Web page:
by Els Rientjes
It is mid-May 2019 and I’m in a meeting with executive producer Marjon van Welzen and production manager Diana van Wegen at production company Blazhoffski. It’s two weeks until their first shooting day of a major new drama series. More than 80 shooting days are planned between June 1st and the end of November for a series that is ambitious in appearance, but low in budget. On the wall of their office is a series of portraits of the cast. Largely young faces, with a few open spots where negotiations are still under way.
Blazhoffski has stated they want to make sustainable production a habit, which is why Green Film Making has this discussion with the heart of this production.
Dutch production company BlazHoffski wants to produce as sustainably as possible and asked Green Film Making to consult their productions. And so on June 4th, sustainability manager Els Rientjes met with executive producer Nicolle Weenink and production manager Yara Graber, who were scheduled to shoot their third series of The Big Escape, a big reality game show with Dutch celebrities, in September.
photo: Summer With Rana by Sanne Vogel
By Sustainability Manager Els Rientjes
In January 2015 I took over from Strawberry Earth and founded the Green Film Making Foundation. Now, 4.5 years later, I look back on a time of hard work, a lot of pushing and pulling, but also a time of meeting many professionals from the industry who really want to work together towards a different approach. Together we made beautiful films and shows produced in a more sustainable way.
photo: Set of Les Misérables (BBC, 2018) reclaimed by DRESD
Whether it’s a police station in 1980, a medieval alleyway or the inside of a space shuttle; a lot of time and material goes into making a fitting decor. Unfortunately, all this beautiful work is usually not very long-lived. Two years ago the conclusion of our workshop “Art Department, Costumes and Make-up” was that there is a great need for a shared set depot and prop house, a revival of the former NOB. Specifically because there is a desire from the industry to reclaim sets and to reuse them instead of throwing them away. And a lot can be gained in the art department in terms of reuse, recycling and upcycling.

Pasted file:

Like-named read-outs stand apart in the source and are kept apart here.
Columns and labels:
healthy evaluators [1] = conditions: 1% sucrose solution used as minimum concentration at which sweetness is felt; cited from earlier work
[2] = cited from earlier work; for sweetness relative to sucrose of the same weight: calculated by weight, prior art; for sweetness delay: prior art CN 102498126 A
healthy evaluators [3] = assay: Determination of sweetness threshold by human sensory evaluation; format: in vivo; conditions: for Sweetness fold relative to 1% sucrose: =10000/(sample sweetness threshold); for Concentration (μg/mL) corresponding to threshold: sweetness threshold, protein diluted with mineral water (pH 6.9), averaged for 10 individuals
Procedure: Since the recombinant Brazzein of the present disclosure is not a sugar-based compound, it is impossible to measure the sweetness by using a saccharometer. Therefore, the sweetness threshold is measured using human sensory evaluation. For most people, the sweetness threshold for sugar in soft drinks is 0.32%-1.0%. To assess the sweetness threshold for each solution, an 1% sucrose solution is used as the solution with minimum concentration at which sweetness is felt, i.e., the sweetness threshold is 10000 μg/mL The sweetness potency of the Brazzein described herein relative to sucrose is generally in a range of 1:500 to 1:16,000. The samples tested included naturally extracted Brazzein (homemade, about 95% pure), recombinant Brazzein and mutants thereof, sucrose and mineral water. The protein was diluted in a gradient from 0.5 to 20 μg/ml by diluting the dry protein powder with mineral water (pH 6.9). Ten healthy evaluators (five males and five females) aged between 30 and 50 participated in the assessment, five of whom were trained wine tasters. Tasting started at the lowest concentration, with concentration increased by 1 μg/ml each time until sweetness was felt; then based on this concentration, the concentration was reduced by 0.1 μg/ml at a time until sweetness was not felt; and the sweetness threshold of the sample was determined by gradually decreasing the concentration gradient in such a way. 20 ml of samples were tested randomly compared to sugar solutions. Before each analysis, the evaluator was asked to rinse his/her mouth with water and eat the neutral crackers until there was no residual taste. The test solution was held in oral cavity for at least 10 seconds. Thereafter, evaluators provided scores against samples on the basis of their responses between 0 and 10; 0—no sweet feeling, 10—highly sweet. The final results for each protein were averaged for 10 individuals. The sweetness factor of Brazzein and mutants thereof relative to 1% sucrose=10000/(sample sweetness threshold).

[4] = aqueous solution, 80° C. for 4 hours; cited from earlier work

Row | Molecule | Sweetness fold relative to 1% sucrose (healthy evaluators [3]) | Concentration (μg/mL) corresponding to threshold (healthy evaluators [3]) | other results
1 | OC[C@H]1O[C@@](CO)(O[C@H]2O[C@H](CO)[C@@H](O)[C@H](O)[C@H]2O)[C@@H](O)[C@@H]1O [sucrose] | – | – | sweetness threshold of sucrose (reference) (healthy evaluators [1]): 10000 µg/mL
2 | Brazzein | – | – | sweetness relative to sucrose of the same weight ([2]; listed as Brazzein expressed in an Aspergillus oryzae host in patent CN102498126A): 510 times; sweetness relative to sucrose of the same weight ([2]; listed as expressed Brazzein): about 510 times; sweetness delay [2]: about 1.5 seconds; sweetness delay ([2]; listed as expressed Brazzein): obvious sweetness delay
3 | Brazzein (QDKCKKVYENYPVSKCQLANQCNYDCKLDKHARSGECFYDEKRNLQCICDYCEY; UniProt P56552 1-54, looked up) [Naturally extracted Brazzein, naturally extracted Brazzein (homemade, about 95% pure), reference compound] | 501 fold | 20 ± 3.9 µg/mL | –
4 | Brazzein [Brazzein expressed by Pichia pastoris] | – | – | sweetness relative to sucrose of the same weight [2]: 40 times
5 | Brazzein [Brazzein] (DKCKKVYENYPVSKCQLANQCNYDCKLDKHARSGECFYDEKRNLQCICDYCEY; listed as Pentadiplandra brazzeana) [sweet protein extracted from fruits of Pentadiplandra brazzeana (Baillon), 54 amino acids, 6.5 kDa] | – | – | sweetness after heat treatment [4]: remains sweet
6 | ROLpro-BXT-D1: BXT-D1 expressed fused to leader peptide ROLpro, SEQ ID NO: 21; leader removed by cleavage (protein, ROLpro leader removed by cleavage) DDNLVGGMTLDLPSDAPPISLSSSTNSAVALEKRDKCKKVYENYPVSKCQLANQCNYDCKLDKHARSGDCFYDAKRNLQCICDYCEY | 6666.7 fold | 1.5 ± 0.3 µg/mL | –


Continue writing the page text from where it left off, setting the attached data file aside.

Slowly but surely the range of alternatives for the diesel generator is growing. Especially the silence of an electrical unit suits a set on location really well. In addition to the True Hybrid, GreenBattery, Wattsun and Greener, that are already known in our sector, The Green Generator and Volta Naos are being used in the construction and event sectors. With its maximum 10 kVA, the Volta would fit well on a smaller set and the Green Generator provides the necessary certainty and power for a larger production with fewer movements. Green Film Making visited The Green Generator’s home base just outside of Amsterdam. And location manager Ralf Wentink is investigating the possibilities for using the Volta for the production of an English mini-series to be shot on Dutch soil.
The Wattsun, a portable, plug and play power supply, is now for rent through Locatiewerk and Het Licht. Location manager Rob IJpelaar has already tested this battery system shortly on the set of Talpa’s Meisje van Plezier. There was a shoot at Schiphol airport, where the space was limited and a lot of care had to be taken with the surroundings. The little Wattsun worked perfectly for the lighting in the clothes and makeup van.